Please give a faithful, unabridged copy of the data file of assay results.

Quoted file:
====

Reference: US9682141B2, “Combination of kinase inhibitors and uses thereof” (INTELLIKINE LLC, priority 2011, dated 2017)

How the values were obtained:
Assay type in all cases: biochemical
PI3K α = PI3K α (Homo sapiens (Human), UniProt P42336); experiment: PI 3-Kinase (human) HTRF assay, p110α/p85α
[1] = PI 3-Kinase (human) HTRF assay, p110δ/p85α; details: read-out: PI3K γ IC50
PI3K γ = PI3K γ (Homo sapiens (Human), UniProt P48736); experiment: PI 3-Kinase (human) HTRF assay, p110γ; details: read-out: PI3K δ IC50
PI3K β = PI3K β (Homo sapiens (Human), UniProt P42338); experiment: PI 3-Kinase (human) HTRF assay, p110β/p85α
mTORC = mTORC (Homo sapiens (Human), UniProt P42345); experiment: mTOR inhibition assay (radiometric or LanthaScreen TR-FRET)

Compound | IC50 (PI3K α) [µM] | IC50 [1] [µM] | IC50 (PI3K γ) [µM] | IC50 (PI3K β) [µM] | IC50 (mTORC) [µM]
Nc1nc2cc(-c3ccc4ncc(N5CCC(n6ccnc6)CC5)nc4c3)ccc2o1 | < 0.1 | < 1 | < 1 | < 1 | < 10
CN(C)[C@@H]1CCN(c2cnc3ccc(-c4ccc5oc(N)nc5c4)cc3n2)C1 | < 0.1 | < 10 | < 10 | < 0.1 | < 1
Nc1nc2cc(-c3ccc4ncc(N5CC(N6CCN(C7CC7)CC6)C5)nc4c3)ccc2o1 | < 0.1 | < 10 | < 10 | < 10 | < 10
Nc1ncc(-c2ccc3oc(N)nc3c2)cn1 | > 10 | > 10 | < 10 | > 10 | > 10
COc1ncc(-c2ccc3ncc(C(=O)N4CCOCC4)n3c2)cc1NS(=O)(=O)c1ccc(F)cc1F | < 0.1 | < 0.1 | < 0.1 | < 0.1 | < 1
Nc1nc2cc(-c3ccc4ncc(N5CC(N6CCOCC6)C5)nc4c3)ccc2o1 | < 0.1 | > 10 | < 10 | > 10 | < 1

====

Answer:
Reference: US9682141B2, “Combination of kinase inhibitors and uses thereof” (INTELLIKINE LLC, priority 2011, dated 2017)

How the values were obtained:
Assay type in all cases: biochemical
PI3K α = PI3K α (Homo sapiens (Human), UniProt P42336); experiment: PI 3-Kinase (human) HTRF assay, p110α/p85α
[1] = PI 3-Kinase (human) HTRF assay, p110δ/p85α; details: read-out: PI3K γ IC50
PI3K γ = PI3K γ (Homo sapiens (Human), UniProt P48736); experiment: PI 3-Kinase (human) HTRF assay, p110γ; details: read-out: PI3K δ IC50
PI3K β = PI3K β (Homo sapiens (Human), UniProt P42338); experiment: PI 3-Kinase (human) HTRF assay, p110β/p85α
mTORC = mTORC (Homo sapiens (Human), UniProt P42345); experiment: mTOR inhibition assay (radiometric or LanthaScreen TR-FRET)

Compound | IC50 (PI3K α) [µM] | IC50 [1] [µM] | IC50 (PI3K γ) [µM] | IC50 (PI3K β) [µM] | IC50 (mTORC) [µM]
Nc1nc2cc(-c3ccc4ncc(N5CCC(n6ccnc6)CC5)nc4c3)ccc2o1 | < 0.1 | < 1 | < 1 | < 1 | < 10
CN(C)[C@@H]1CCN(c2cnc3ccc(-c4ccc5oc(N)nc5c4)cc3n2)C1 | < 0.1 | < 10 | < 10 | < 0.1 | < 1
Nc1nc2cc(-c3ccc4ncc(N5CC(N6CCN(C7CC7)CC6)C5)nc4c3)ccc2o1 | < 0.1 | < 10 | < 10 | < 10 | < 10
Nc1ncc(-c2ccc3oc(N)nc3c2)cn1 | > 10 | > 10 | < 10 | > 10 | > 10
COc1ncc(-c2ccc3ncc(C(=O)N4CCOCC4)n3c2)cc1NS(=O)(=O)c1ccc(F)cc1F | < 0.1 | < 0.1 | < 0.1 | < 0.1 | < 1
Nc1nc2cc(-c3ccc4ncc(N5CC(N6CCOCC6)C5)nc4c3)ccc2o1 | < 0.1 | > 10 | < 10 | > 10 | < 1